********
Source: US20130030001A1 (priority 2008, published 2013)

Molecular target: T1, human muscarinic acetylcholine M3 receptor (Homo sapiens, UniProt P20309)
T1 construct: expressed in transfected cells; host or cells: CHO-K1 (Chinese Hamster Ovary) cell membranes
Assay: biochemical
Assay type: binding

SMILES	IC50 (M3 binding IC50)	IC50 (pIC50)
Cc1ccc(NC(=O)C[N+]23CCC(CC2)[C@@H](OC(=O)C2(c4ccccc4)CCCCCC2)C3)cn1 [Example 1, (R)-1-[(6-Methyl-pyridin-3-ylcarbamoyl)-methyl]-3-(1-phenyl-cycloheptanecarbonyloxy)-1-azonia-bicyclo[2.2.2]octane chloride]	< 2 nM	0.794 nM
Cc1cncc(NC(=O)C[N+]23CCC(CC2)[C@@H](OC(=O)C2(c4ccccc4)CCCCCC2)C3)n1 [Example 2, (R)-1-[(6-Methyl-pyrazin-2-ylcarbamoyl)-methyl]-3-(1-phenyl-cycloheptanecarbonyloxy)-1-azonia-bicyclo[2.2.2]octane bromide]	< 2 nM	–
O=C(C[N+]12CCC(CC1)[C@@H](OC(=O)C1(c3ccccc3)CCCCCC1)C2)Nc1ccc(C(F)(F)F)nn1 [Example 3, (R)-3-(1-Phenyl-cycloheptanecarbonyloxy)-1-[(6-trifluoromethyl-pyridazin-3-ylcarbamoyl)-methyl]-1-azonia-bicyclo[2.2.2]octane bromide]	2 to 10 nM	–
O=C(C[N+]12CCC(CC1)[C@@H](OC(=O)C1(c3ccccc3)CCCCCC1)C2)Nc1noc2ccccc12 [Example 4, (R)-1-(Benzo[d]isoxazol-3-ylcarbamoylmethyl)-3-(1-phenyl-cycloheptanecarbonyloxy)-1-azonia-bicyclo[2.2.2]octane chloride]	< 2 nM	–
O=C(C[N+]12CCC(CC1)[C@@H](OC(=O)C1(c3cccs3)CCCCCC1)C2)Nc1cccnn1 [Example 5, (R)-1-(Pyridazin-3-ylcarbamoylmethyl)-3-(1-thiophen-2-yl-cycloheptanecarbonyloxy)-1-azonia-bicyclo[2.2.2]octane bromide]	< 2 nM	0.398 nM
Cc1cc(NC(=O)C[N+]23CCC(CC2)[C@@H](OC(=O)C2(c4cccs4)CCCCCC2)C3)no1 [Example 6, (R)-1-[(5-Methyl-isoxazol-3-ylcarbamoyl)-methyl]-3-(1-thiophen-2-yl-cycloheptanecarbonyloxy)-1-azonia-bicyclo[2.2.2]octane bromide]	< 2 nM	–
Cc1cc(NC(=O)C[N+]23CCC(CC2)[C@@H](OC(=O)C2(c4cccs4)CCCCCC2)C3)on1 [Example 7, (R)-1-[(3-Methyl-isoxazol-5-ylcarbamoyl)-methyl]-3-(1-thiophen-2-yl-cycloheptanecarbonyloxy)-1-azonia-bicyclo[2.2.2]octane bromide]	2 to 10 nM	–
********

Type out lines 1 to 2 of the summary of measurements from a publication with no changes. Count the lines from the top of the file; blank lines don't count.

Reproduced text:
Source: US20130030001A1 (priority 2008, published 2013)

Molecular target: T1, human muscarinic acetylcholine M3 receptor (Homo sapiens, UniProt P20309)